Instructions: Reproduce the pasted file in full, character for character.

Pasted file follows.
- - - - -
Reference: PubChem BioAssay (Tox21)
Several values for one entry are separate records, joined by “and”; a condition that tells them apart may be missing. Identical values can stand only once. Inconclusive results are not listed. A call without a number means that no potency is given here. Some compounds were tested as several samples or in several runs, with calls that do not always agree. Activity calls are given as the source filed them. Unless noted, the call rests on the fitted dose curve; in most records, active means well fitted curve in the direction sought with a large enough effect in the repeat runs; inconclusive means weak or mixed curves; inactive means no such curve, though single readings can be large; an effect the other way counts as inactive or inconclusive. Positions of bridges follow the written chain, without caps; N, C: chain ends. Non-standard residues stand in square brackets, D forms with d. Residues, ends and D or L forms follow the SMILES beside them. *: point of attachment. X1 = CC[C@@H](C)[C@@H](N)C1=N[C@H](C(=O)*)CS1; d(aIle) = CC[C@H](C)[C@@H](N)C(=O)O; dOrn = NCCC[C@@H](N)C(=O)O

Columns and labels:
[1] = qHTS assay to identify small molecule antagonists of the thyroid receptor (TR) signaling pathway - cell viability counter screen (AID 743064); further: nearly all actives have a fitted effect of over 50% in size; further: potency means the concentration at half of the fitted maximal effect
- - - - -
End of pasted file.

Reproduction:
Reference: PubChem BioAssay (Tox21)
Several values for one entry are separate records, joined by “and”; a condition that tells them apart may be missing. Identical values can stand only once. Inconclusive results are not listed. A call without a number means that no potency is given here. Some compounds were tested as several samples or in several runs, with calls that do not always agree. Activity calls are given as the source filed them. Unless noted, the call rests on the fitted dose curve; in most records, active means well fitted curve in the direction sought with a large enough effect in the repeat runs; inconclusive means weak or mixed curves; inactive means no such curve, though single readings can be large; an effect the other way counts as inactive or inconclusive. Positions of bridges follow the written chain, without caps; N, C: chain ends. Non-standard residues stand in square brackets, D forms with d. Residues, ends and D or L forms follow the SMILES beside them. *: point of attachment. X1 = CC[C@@H](C)[C@@H](N)C1=N[C@H](C(=O)*)CS1; d(aIle) = CC[C@H](C)[C@@H](N)C(=O)O; dOrn = NCCC[C@@H](N)C(=O)O

Columns and labels:
[1] = qHTS assay to identify small molecule antagonists of the thyroid receptor (TR) signaling pathway - cell viability counter screen (AID 743064); further: nearly all actives have a fitted effect of over 50% in size; further: potency means the concentration at half of the fitted maximal effect